Baltimore Cty. Zoning Reg. 1B01.1.B.1.g(6)............................................4, 5, 22, 24
RULES: Fed. R. App. P. 29(a) ................................................................................................. 1
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IN THE UNITED STATES COURT OF APPEALS FOR THE FOURTH CIRCUIT
JESUS CHRIST IS THE ANSWER MINISTRIES, INC.; REV. LUCY WARE, Plaintiffs-Appellants
BALTIMORE COUNTY, MARYLAND; BOARD OF APPEALS OF BALTIMORE COUNTY, Defendants-Appellees
ON APPEAL FROM THE UNITED STATES DISTRICT COURT FOR THE DISTRICT OF MARYLAND
BRIEF FOR THE UNITED STATES AS AMICUS CURIAE IN SUPPORT OF PLAINTIFFS-APPELLANTS AND URGING REVERSAL
INTEREST OF THE UNITED STATES
The United States files this brief under Federal Rule of Appellate Procedure 29(a). This appeal implicates the interpretation and application of the substantial burden and nondiscrimination provisions of the Religious Land Use and Institutionalized Persons Act of 2000 (RLUIPA), 42 U.S.C. 2000cc(a) and (b)(2), in the context of religious land use. The Department of Justice is charged with
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enforcing RLUIPA, see 42 U.S.C. 2000cc-2(f), and thus has an interest in the proper resolution of the legal issues raised in this appeal. The Department has filed briefs in other appeals involving RLUIPA’s substantial burden and nondiscrimination provisions, including appeals in this Court. See, e.g., Bethel World Outreach Ministries v. Montgomery Cty. Council, 706 F.3d 548 (4th Cir. 2013); Chabad Lubavitch of Litchfield Cty., Inc. v. Litchfield Historic Dist. Comm’n, 768 F.3d 183 (2d Cir.), cert. denied, 135 S. Ct. 1853 (2015).
STATEMENT OF THE ISSUES
The United States addresses the following questions only:
1. Whether the district court erred in dismissing plaintiffs’ substantial burden claim under RLUIPA, 42 U.S.C. 2000cc(a).
2. Whether the district court erred in dismissing plaintiffs’ discrimination claim under RLUIPA, 42 U.S.C. 2000cc(b)(2).
STATEMENT OF THE CASE
1. Facts Alleged In The Complaint
All of the following alleged facts are drawn from the complaint, which must be accepted as true when reviewing a motion to dismiss.1
1 See Woods v. City of Greensboro, 855 F.3d 639, 642 (4th Cir.), cert. denied, 138 S. Ct. 558 (2017).
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a. Reverend Lucy Ware founded Jesus Christ Is The Answer Ministries (the Church), a nondenominational Christian church, in approximately 1992. JA 9 (Compl.).2 The Church operated from Ware’s home in Baltimore County, Maryland, starting in 2002, and then used rented spaces at a hair salon, a school, and a hotel from mid-2002 through mid-2012. JA 10-11. During this time, the Church grew from its original size of ten congregants (reaching around 40 in 2017) and lacked sufficient space to conduct worship, outreach, and other religious activities. JA 10-11. In 2008, Ware and Church officials began searching for properties to purchase for use as a house of worship. JA 11.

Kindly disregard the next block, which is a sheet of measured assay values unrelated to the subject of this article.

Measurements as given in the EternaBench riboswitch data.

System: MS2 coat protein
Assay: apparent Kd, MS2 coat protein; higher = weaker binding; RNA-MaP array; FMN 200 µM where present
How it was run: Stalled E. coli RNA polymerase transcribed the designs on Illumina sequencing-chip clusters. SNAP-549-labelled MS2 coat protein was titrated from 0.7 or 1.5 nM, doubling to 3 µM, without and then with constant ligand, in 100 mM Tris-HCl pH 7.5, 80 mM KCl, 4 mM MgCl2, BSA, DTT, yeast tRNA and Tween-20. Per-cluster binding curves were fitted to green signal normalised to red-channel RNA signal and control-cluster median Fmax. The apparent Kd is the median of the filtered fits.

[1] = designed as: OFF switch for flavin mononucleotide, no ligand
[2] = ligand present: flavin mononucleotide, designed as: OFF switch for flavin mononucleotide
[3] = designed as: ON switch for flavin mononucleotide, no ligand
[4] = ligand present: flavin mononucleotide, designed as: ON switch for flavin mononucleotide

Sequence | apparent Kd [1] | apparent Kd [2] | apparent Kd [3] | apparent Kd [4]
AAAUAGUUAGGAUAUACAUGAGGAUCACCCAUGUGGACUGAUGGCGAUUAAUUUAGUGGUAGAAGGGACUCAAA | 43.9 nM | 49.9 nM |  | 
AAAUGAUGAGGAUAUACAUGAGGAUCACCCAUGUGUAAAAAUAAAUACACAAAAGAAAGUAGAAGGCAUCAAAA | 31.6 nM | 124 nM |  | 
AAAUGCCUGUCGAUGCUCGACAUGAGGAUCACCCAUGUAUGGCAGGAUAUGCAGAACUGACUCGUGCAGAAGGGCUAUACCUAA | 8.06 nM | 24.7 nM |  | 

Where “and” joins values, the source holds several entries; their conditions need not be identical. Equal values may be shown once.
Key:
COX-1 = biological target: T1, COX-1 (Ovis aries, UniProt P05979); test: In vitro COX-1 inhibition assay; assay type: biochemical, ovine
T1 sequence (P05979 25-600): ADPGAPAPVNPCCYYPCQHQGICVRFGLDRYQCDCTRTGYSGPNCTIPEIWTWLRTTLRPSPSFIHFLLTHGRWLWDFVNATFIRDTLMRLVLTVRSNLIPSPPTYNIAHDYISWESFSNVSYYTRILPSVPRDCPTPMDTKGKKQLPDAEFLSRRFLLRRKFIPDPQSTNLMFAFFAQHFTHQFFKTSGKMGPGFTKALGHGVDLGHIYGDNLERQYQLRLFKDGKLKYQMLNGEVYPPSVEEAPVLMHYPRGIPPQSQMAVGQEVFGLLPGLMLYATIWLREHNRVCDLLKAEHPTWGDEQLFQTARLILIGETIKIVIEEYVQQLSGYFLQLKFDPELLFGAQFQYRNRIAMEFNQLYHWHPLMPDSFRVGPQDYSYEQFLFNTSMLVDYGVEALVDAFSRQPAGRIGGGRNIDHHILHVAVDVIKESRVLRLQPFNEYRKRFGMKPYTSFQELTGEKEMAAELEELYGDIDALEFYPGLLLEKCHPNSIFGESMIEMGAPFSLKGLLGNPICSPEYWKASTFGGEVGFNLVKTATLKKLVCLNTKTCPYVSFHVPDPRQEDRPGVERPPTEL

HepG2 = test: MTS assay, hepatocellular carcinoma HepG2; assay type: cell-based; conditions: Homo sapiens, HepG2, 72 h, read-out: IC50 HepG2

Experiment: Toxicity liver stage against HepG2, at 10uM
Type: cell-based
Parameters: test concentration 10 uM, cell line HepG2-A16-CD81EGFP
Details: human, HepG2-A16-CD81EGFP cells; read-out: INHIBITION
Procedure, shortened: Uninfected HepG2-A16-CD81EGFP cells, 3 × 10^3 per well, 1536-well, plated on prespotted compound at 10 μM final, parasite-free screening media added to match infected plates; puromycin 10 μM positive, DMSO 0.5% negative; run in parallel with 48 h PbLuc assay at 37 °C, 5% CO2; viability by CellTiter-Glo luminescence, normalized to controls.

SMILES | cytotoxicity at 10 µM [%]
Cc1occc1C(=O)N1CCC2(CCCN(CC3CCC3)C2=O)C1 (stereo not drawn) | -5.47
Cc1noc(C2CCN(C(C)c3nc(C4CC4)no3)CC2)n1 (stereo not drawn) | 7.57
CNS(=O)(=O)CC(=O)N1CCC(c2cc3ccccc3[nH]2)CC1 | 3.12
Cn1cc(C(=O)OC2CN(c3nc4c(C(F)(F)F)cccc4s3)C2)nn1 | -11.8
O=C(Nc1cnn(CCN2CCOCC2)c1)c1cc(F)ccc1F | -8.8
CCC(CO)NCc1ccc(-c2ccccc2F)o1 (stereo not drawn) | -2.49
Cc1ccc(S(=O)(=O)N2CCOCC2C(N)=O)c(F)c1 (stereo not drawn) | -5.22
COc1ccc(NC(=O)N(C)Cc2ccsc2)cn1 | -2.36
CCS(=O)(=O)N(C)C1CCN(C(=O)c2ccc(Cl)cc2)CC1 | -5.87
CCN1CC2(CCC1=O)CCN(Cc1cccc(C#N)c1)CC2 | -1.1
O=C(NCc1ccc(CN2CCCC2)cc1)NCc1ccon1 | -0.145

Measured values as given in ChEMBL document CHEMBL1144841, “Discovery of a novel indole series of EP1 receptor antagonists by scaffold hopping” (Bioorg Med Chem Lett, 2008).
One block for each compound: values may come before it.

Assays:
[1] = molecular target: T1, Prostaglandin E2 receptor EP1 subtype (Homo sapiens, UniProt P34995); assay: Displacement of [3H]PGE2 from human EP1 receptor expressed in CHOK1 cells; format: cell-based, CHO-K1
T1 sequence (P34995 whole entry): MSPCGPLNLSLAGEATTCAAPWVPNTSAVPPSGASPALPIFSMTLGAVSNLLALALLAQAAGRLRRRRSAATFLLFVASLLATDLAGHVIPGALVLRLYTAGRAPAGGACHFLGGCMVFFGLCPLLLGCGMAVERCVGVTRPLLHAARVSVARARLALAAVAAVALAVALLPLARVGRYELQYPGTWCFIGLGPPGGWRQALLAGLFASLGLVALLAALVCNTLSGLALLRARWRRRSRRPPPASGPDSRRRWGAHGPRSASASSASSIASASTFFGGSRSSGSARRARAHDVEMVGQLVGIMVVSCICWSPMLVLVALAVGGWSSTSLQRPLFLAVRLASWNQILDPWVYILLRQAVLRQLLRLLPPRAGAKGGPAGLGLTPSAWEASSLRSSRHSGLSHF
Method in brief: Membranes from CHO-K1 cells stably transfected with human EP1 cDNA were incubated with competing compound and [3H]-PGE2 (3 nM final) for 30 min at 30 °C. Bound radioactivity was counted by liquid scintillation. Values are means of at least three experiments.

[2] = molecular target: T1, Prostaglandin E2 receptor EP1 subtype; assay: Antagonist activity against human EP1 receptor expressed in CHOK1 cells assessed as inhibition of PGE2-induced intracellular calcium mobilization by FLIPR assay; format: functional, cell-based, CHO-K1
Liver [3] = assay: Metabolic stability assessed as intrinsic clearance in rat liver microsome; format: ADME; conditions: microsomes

In August 2012, Ware and the Church (the plaintiffs) purchased a Baltimore County property in a Density Residential Zone where churches are permitted as of right. JA 12; Baltimore Cty. Zoning Reg. (BCZR) 1B01.1.A.3. A realtor assisted plaintiffs with the purchase and correctly informed them that a church is a permitted use on the property. JA 11. The property is in a mixed-use area that includes schools and other institutions, multi-family residences, single-family dwellings, and at least ten religious-use buildings within one mile, “two of which are within a quarter-mile of the property.” JA 12-13. Due to its proximity to dwellings, the property is in a residential transition area (RTA), which means that
2 “JA __” refers to the page numbers within the Joint Appendix filed in this Court on June 25, 2018.
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it must comply with buffer and setback requirements absent qualification for certain exceptions. JA 16-17; BCZR 1B01.1.B.1. The complaint is silent about plaintiffs’ knowledge of the RTA requirements before they purchased the property.
After purchasing the property, Ware improved the house on the property and created a gravel parking area partially screened by trees. JA 13. The Church then held two events and a service at the property. JA 13. These events drew complaints from neighbors. JA 13.
In November 2012, a Baltimore County inspector notified Ware that she could not use the property as a church unless it complied with the land-use requirements. JA 14, 27. The inspector allegedly stated to Ware, who was born in Kenya, that, “You Africans don’t even know what you’re doing.” JA 9, 27. Since then, plaintiffs have not held any Church-related activities at the property and have resumed limited operations from Ware’s two-bedroom home, which cannot accommodate all of the Church’s members or its activities (such as events, community outreach and ministry, and religious instruction). JA 14-15.
b. In December 2012, Ware filed a petition to bring the property into compliance with the County’s land-use regulations. JA 18. Ware’s petition sought approval to use the property for a church, complete relief from the 50-foot buffer and 75-foot setback requirements under an RTA exception for new churches, and variances from parking lot regulations. JA 18-19; BCZR 1B01.1.B.1.e and g(6).
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The new church exception applies when there is a finding at a public hearing that “proposed improvements are planned in such a way that compliance, to the extent possible with RTA use requirements, will be maintained and that said plan can otherwise be expected to be compatible with the character and general welfare of the surrounding residential premises.” JA 17; BCZR 1B01.1.B.1.g(6). An existing church may also receive an exception if it meets all other zoning regulations. JA 17; BCZR 1B01.1.B.1.g(4).